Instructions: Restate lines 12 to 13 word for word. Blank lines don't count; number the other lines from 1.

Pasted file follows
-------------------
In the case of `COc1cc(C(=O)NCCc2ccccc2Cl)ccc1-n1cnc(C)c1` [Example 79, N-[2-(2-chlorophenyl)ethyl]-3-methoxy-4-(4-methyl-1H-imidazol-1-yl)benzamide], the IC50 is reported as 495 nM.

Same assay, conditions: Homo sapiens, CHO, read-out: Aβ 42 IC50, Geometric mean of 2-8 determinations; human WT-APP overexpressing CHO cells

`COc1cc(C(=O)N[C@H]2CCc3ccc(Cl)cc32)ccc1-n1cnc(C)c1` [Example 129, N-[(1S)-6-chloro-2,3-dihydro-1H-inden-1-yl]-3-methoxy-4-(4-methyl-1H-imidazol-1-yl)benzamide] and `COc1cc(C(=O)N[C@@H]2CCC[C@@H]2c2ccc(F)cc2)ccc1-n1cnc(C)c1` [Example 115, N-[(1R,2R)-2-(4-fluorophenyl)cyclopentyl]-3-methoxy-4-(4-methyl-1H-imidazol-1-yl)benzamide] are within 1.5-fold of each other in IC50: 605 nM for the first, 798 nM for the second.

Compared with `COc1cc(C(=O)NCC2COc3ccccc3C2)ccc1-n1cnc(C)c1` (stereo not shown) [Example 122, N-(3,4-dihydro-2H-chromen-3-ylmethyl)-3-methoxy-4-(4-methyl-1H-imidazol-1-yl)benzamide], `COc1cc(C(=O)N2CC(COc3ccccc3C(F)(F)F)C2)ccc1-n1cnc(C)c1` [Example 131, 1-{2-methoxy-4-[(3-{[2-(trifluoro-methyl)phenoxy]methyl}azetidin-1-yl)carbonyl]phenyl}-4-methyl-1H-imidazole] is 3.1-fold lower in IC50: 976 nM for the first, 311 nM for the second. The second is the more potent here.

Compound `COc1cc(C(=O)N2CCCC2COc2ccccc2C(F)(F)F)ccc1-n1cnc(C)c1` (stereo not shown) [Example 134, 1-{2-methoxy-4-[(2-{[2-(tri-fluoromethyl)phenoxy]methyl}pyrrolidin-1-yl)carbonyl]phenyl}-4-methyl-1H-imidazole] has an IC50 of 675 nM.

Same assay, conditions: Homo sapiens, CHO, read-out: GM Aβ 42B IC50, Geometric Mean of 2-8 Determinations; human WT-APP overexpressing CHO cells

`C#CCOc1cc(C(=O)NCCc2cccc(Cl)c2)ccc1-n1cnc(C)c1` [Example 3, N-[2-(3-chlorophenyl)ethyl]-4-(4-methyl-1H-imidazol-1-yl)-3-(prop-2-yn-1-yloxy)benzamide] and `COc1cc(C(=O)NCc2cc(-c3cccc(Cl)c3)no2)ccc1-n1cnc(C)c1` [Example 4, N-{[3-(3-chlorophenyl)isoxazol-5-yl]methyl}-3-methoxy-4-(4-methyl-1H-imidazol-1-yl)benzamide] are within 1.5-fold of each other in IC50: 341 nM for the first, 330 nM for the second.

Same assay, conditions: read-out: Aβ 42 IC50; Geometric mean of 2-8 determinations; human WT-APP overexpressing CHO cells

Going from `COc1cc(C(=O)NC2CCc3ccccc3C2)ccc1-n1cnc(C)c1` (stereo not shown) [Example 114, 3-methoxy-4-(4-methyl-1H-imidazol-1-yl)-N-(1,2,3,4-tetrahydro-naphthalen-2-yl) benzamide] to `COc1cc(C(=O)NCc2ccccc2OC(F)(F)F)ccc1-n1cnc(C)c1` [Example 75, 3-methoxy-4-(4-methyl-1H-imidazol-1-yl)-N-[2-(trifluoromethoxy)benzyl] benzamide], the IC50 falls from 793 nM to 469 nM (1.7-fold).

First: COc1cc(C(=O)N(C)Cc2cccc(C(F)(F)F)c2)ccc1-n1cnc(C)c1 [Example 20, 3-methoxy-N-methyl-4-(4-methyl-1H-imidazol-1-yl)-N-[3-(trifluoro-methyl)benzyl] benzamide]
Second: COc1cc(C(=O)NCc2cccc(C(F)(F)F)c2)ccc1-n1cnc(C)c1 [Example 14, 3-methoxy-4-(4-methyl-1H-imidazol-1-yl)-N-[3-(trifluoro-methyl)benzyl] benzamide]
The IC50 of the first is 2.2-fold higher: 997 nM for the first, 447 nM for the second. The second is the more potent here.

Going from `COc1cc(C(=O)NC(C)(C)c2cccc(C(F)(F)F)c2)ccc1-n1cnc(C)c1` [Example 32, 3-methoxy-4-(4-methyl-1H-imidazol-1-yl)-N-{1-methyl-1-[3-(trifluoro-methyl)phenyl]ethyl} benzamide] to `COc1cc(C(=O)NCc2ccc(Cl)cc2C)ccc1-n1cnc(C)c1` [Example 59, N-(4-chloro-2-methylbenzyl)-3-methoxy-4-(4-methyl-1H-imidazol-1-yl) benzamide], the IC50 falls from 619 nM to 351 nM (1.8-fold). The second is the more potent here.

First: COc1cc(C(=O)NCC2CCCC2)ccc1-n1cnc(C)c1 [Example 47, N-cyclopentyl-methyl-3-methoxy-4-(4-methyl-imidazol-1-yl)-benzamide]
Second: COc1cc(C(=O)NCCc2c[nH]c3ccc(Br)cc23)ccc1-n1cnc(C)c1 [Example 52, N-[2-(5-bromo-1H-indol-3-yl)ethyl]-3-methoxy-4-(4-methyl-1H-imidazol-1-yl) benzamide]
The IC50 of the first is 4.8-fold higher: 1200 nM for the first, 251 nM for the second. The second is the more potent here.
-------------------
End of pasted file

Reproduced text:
The IC50 of the first is 2.2-fold higher: 997 nM for the first, 447 nM for the second. The second is the more potent here.

Going from `COc1cc(C(=O)NC(C)(C)c2cccc(C(F)(F)F)c2)ccc1-n1cnc(C)c1` [Example 32, 3-methoxy-4-(4-methyl-1H-imidazol-1-yl)-N-{1-methyl-1-[3-(trifluoro-methyl)phenyl]ethyl} benzamide] to `COc1cc(C(=O)NCc2ccc(Cl)cc2C)ccc1-n1cnc(C)c1` [Example 59, N-(4-chloro-2-methylbenzyl)-3-methoxy-4-(4-methyl-1H-imidazol-1-yl) benzamide], the IC50 falls from 619 nM to 351 nM (1.8-fold). The second is the more potent here.